Friday is the day of Simchat Torah [lit. The Joy of Torah]. On this day, we celebrate the completion of the cycle of reading Torah portions and the beginning of a new one. But why is completing a cycle of reading only to start over a reason for celebration? It isn’t. If we look only at the superficial level of things, there is nothing to celebrate.
If we want to make sense of this festive day, we have to go beyond the exterior, to the inner, true meaning of the Torah. It is written, “I have created the evil inclination; I have created the Torah as a spice” (Masechet Kidushin). This means that the Torah is not some piece of text that we must recite without applying its content to ourselves, but a means for correcting our evil inclination. If we use it for any other purpose, we are missing the whole point.
If we achieve correction of our evil inclination, then we have a reason for celebration. If we do not, then we should keep working until we reach the state of Simchat Torah, namely the correction of our evil inclination through the “spice” of Torah.
In Hebrew, the word Torah means both “light” and “instruction.” The “light” in it is regarded as “the light that reforms,” a force that “corrects” our evil inclination into a good inclination. The “instruction” part of the Torah refers to what we have to do in order to “reform” ourselves, and that is to love our neighbors as ourselves. Old Hillel said about this, “That which you hate, do not do unto your neighbor; this is the whole of the Torah” (Masechet Shabbat, 31a), and Rabbi Akiva added, “Love your neighbor as yourself; this is the great rule of the Torah” (Jerusalem Talmud, Nedarim, 30b).
At the moment, the festival of Simchat Torah is simply a reminder of what we should be doing, and in that sense I’m happy about it. But in truth, we have no cause for celebration since there is anything but love of others among us. Even if we weren’t corrected but at least wanted to use the “light” in order to reform ourselves, it would be reason enough for celebration. But currently, I do not see that we are acknowledging our desperate need to change or that we are willing to and feel accountable for the state of our nation.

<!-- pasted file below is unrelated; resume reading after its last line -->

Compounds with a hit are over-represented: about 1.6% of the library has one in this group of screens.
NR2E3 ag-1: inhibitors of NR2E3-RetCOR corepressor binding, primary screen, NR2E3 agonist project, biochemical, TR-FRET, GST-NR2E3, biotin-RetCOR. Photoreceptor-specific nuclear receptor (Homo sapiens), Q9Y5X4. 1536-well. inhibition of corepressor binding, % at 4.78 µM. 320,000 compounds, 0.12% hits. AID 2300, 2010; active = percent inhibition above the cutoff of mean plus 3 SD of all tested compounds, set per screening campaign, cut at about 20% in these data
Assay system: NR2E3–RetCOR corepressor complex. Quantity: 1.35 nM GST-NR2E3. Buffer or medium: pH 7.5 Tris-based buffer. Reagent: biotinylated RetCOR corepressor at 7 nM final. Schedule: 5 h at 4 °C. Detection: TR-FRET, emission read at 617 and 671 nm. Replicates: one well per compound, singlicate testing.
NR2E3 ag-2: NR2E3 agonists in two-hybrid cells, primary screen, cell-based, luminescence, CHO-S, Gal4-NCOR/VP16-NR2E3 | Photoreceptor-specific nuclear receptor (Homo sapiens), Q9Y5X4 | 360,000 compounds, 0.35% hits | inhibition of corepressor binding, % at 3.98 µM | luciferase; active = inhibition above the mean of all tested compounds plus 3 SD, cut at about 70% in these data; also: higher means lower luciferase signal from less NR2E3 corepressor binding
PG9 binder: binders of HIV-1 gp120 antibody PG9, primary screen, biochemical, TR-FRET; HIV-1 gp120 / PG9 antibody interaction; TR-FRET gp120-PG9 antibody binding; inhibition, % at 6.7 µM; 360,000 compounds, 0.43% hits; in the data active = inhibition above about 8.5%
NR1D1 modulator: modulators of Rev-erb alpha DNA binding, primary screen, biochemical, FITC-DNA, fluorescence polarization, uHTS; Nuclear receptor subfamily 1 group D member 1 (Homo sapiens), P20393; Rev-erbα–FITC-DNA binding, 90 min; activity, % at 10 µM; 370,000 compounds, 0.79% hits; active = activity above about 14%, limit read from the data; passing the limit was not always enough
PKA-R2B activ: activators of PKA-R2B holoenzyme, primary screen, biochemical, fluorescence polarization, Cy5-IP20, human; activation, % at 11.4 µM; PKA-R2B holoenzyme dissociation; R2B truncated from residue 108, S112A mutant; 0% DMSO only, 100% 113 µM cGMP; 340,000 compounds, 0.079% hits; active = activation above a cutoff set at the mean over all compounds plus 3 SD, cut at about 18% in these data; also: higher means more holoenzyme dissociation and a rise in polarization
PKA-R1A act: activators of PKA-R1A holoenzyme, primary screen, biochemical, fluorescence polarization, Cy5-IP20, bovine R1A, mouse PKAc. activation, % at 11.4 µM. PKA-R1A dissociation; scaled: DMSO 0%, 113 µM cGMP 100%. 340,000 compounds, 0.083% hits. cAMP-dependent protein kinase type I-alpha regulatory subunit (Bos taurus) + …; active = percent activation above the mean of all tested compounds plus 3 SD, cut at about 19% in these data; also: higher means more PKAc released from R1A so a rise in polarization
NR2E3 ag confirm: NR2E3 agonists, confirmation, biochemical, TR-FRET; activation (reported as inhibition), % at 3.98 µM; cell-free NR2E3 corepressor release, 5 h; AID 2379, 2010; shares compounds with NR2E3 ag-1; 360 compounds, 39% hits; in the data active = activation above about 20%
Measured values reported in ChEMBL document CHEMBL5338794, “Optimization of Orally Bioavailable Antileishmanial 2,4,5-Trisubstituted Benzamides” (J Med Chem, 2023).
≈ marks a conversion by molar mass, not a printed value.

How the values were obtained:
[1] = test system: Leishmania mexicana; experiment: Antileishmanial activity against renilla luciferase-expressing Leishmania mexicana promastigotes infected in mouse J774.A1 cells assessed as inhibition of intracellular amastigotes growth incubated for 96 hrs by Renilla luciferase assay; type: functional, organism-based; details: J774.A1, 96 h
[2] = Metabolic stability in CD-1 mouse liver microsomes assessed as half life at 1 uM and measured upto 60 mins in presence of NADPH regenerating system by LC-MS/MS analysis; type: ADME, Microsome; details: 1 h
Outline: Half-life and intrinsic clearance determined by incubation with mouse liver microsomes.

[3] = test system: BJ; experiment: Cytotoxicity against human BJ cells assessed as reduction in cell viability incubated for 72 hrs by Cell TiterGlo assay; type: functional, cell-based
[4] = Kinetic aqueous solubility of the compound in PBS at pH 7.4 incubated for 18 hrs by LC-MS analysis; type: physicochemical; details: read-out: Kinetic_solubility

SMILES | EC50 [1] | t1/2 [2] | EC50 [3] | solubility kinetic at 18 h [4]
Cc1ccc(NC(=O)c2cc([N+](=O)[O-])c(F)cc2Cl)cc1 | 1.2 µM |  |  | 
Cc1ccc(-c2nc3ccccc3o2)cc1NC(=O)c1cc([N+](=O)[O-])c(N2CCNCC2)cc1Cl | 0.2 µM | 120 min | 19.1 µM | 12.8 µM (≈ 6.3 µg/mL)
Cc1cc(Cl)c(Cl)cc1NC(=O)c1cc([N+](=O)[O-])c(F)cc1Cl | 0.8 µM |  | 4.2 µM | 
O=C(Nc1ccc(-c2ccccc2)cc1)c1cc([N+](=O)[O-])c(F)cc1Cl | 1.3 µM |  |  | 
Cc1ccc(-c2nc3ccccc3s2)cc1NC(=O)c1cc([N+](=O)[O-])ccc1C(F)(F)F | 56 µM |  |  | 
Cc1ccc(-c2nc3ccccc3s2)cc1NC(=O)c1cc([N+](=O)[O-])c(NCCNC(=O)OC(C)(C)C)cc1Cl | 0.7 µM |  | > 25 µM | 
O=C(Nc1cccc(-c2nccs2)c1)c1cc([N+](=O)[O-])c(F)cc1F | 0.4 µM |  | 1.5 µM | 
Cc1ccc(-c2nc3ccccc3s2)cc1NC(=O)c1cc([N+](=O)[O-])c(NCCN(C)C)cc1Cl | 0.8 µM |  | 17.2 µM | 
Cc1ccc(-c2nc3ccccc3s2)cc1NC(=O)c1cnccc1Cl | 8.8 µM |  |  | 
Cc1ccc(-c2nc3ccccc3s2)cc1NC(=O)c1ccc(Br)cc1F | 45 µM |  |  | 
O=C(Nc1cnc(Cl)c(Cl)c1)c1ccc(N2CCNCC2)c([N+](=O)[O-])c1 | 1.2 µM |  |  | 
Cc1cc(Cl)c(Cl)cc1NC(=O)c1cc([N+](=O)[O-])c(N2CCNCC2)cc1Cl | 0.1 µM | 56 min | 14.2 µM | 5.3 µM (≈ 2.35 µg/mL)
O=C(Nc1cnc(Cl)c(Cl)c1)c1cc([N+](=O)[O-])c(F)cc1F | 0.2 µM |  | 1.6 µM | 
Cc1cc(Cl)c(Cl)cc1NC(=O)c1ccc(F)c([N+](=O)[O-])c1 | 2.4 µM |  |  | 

The situation is even more serious when it comes to our relations with the nations of the world. As Jews, we are constantly under the world’s watchful eye. They judge us by a different yardstick than they judge any other nation, and with good reason: They feel that it’s our duty to bring them light, to be “a light unto nations.” That is, we are not only required to use the reforming light on ourselves, but we are also required to pass it on so the rest of the world can be rid of the evil inclination. Even if the nations don’t articulate this request explicitly, their accusation that we are causing all that is evil in the world is in fact the flip side of saying “You are not bringing the light you are supposed to, the light that will reform us and stop the evil among us.”
Even our own sages tell us that our task is to bring the light of unity to the world, and when we do not, we inflict trouble on the nations. The Talmud writes, “No calamity comes to the world but because of Israel” (Masechet Yevamot, 63a). The Midrash is even more specific: “This nation, world peace dwells within it” (Beresheet Rabbah, 66).
We see that when antisemites accuse us of causing wars, they are in fact saying the same thing that our sages have been saying for generations but we refuse to listen. Because we wouldn’t listen, we have been given antisemites to intimidate us and force us to listen. Perhaps if we tried to do what our sages, who certainly want our best, have been advising us for millennia, we wouldn’t be suffering from antisemitism to this day, eighty years after the horrors of the Holocaust.
The Book of Consciousness writes, “We are commanded at each generation to strengthen the unity among us so our enemies do not rule over us.” With these words, I would like to wish us all that this coming year, we will unite “as one man with one heart,” learn the true meaning of the Torah, rejoice in it, and merit the words of King David in Psalms 29, “The Lord will give strength to His people; the Lord will bless His people with peace.”